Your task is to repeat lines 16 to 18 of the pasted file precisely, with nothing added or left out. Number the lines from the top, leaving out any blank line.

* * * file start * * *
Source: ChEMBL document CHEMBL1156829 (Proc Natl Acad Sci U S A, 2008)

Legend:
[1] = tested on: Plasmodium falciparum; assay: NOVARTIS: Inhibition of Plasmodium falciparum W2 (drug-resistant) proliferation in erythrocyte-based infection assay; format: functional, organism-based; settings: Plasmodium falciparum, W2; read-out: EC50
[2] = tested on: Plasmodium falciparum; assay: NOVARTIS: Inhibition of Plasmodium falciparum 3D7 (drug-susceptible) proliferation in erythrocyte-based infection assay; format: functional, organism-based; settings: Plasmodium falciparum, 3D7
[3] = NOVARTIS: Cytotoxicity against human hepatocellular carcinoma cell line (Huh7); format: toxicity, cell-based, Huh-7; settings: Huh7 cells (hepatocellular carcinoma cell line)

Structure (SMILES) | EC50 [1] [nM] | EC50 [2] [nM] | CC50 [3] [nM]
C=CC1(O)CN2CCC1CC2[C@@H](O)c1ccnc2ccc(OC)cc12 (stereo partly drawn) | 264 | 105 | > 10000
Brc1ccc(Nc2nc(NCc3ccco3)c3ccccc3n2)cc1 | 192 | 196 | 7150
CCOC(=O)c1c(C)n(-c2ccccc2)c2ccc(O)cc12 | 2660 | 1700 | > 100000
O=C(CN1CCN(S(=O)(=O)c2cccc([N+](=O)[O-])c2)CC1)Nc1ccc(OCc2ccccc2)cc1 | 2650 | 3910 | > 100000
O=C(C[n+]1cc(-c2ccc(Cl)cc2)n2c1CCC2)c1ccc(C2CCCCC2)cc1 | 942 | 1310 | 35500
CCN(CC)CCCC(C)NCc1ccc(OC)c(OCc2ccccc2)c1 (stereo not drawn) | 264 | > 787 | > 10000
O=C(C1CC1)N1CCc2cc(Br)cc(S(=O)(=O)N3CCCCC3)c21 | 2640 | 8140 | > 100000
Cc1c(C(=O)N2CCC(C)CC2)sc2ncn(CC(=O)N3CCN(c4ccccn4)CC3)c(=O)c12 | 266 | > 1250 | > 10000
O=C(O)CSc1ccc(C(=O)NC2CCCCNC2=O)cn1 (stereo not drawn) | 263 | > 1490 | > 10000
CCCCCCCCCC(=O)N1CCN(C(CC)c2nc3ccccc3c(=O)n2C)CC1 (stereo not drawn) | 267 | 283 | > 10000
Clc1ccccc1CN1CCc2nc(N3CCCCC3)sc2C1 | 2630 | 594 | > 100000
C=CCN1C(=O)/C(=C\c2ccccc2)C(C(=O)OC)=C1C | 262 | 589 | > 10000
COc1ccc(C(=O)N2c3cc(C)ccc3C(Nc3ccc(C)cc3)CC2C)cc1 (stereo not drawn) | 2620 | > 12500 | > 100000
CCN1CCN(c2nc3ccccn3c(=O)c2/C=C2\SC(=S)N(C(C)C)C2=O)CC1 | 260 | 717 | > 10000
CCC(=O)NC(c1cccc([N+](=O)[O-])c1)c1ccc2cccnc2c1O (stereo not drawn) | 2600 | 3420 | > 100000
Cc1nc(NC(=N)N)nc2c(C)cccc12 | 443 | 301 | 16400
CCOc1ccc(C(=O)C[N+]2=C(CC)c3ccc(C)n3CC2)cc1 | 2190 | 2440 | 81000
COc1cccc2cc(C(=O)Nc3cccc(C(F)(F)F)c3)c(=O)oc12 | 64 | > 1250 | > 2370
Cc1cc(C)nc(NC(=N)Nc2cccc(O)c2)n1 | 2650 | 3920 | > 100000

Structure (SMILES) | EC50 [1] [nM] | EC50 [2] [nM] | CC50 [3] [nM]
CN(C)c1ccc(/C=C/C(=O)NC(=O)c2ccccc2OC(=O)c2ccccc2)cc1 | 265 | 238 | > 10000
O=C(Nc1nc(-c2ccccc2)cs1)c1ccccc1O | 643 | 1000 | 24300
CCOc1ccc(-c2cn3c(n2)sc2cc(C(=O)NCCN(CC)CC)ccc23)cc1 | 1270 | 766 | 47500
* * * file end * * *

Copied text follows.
CCCCCCCCCC(=O)N1CCN(C(CC)c2nc3ccccc3c(=O)n2C)CC1 (stereo not drawn) | 267 | 283 | > 10000
Clc1ccccc1CN1CCc2nc(N3CCCCC3)sc2C1 | 2630 | 594 | > 100000
C=CCN1C(=O)/C(=C\c2ccccc2)C(C(=O)OC)=C1C | 262 | 589 | > 10000